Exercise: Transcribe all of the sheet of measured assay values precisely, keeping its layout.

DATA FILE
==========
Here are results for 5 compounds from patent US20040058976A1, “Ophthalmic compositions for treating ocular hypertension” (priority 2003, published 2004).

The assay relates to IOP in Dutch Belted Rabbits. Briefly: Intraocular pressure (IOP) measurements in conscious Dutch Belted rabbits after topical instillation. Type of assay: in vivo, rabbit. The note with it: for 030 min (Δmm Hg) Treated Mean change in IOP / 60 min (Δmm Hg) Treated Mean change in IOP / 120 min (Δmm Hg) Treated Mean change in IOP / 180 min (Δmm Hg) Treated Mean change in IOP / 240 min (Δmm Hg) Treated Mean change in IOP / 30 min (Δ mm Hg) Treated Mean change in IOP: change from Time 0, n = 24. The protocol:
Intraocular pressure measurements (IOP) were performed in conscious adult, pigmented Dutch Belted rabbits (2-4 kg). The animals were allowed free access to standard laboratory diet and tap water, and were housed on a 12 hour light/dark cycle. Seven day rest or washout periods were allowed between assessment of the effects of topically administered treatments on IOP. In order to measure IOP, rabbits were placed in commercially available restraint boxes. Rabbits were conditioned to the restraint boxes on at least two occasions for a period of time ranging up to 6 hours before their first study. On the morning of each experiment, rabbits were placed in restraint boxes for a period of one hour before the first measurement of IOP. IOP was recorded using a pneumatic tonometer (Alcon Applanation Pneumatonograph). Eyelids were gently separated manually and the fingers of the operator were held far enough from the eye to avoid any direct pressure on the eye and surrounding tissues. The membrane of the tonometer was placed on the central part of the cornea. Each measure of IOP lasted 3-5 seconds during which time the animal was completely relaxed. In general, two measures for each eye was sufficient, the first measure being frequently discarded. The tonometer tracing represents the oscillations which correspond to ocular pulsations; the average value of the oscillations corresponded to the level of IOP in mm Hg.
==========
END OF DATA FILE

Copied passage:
Here are results for 5 compounds from patent US20040058976A1, “Ophthalmic compositions for treating ocular hypertension” (priority 2003, published 2004).

The assay relates to IOP in Dutch Belted Rabbits. Briefly: Intraocular pressure (IOP) measurements in conscious Dutch Belted rabbits after topical instillation. Type of assay: in vivo, rabbit. The note with it: for 030 min (Δmm Hg) Treated Mean change in IOP / 60 min (Δmm Hg) Treated Mean change in IOP / 120 min (Δmm Hg) Treated Mean change in IOP / 180 min (Δmm Hg) Treated Mean change in IOP / 240 min (Δmm Hg) Treated Mean change in IOP / 30 min (Δ mm Hg) Treated Mean change in IOP: change from Time 0, n = 24. The protocol:
Intraocular pressure measurements (IOP) were performed in conscious adult, pigmented Dutch Belted rabbits (2-4 kg). The animals were allowed free access to standard laboratory diet and tap water, and were housed on a 12 hour light/dark cycle. Seven day rest or washout periods were allowed between assessment of the effects of topically administered treatments on IOP. In order to measure IOP, rabbits were placed in commercially available restraint boxes. Rabbits were conditioned to the restraint boxes on at least two occasions for a period of time ranging up to 6 hours before their first study. On the morning of each experiment, rabbits were placed in restraint boxes for a period of one hour before the first measurement of IOP. IOP was recorded using a pneumatic tonometer (Alcon Applanation Pneumatonograph). Eyelids were gently separated manually and the fingers of the operator were held far enough from the eye to avoid any direct pressure on the eye and surrounding tissues. The membrane of the tonometer was placed on the central part of the cornea. Each measure of IOP lasted 3-5 seconds during which time the animal was completely relaxed. In general, two measures for each eye was sufficient, the first measure being frequently discarded. The tonometer tracing represents the oscillations which correspond to ocular pulsations; the average value of the oscillations corresponded to the level of IOP in mm Hg.